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Littlefield: Getting Up To Speed On NFL Concussions03:11Download

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Former Broncos safety David Bruton is attended to by trainers after a play that would force him out of a 2014 game against the Raiders with a reported concussion. (Doug Pensinger/Getty Images)MoreCloseclosemore
Former Broncos safety David Bruton is attended to by trainers after a play that would force him out of a 2014 game against the Raiders with a reported concussion. (Doug Pensinger/Getty Images)

Last year, the National Football League announced a $100 million commitment to research aimed at better understanding Chronic Traumatic Encephalopathy, or CTE. Presumably, that research would concentrate on football players.

This seemed to be a significant step in the right direction. Not so very long ago, the NFL employed doctors who denied that there was any connection between the multiple blows to the head inevitably suffered by football players and the dramatic changes in their brains which diminished and sometimes dramatically shortened their lives.

Against the background of the excitement of the beginning of a new football season, it’s worthwhile to examine what that $100 million has purchased so far.

According to a recent ESPN story written by Mark Fainaru-Wada and Steve Fainaru, the only specific study to which the NFL has contributed funds involves head injuries suffered by jockeys.

The distinctions between jockeys and pro football players are numerous. Size leaps to mind. More significantly, jockeys suffer head injuries as a result of accidents, whereas for football players, getting hit is a daily working condition. One of the doctors associated with the study of jockeys has already announced that “there is increasing skepticism around the world as to whether this condition (CTE) actually exists or not.” It’s a conclusion that the NFL was thought to have abandoned some time ago. It’s also an opinion bound to dismay Dr. Ann McKee, the Boston University researcher who has found evidence of CTE in 111 of the 112 brains of former NFL players she has examined.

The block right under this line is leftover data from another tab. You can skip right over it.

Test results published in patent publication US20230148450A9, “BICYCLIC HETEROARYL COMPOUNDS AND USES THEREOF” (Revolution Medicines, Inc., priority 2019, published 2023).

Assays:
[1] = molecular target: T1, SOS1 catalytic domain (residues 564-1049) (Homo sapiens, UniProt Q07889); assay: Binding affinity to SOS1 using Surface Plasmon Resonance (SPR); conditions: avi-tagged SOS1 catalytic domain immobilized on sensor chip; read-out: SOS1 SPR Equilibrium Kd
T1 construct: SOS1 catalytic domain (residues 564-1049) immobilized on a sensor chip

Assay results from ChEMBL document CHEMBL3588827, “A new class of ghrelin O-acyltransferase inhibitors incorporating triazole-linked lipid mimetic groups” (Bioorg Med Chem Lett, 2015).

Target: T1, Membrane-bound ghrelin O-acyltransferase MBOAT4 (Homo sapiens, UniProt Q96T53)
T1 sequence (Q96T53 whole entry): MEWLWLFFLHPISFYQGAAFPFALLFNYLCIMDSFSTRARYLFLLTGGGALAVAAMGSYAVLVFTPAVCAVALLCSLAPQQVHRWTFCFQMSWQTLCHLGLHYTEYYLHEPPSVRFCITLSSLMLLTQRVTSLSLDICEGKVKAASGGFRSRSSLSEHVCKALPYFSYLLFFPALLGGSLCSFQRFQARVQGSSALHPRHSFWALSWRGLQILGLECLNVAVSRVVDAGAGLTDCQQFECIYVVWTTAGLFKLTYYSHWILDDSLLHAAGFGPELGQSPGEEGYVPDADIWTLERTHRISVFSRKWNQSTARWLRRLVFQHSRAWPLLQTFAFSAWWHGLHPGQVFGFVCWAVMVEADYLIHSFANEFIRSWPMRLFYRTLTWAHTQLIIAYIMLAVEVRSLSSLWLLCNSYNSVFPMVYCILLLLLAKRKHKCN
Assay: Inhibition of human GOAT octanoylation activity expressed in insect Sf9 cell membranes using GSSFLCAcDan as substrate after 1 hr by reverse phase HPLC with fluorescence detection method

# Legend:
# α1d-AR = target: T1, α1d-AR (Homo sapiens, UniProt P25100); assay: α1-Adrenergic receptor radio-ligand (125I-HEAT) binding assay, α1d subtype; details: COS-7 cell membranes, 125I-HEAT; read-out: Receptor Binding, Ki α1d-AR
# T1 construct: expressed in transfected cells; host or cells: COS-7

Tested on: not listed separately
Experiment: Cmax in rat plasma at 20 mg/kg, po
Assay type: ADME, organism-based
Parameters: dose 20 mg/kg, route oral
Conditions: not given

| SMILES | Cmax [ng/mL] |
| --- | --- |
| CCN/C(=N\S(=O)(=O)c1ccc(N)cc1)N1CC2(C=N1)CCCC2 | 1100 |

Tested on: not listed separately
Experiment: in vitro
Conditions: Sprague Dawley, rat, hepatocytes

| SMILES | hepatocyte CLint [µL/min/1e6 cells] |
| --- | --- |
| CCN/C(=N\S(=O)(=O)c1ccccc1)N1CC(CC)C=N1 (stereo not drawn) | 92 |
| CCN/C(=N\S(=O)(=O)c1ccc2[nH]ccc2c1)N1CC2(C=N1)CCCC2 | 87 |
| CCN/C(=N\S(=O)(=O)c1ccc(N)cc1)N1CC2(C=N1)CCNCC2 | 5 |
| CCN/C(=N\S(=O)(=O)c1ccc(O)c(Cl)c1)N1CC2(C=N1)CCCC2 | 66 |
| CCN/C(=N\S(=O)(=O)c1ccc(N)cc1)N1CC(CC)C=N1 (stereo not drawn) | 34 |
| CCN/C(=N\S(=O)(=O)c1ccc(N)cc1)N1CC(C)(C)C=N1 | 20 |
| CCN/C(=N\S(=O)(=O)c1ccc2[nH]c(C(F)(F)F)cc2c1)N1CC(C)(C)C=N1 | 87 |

Dr. McKee told Fainaru and Fainaru-Wada that “the campaign to raise doubts about CTE is ‘getting more brutal. It’s getting more personal.’” Evidence of that trend? Earlier this month, the NFL ended its partnership with the National Institutes of Health, having provided the institute with about half of the $30 million dollars the league had pledged in 2012.

The NFL has publicized another program costing about $50 million dollars. It will focus on creating a safer football helmet to better protect the brains of players as those brains continue to bounce around in their skulls. Nearly 25 years ago, Dr. Robert Cantu, who may know more about concussions and head injuries than anybody else on the planet, warned that focusing on a better helmet was “naïve.” He told Fainaru and Fainaru-Wada that he still regards focusing on helmets as “misguided.”

As the 2017 football season begins, “misguided” seems an irresponsibly charitable way to characterize the NFL’s approach to the welfare of its employees.

This segment aired on September 7, 2017.

Bill Littlefield Twitter Host, Only A Game
Bill Littlefield has been the host of Only A Game since the program began in 1993.

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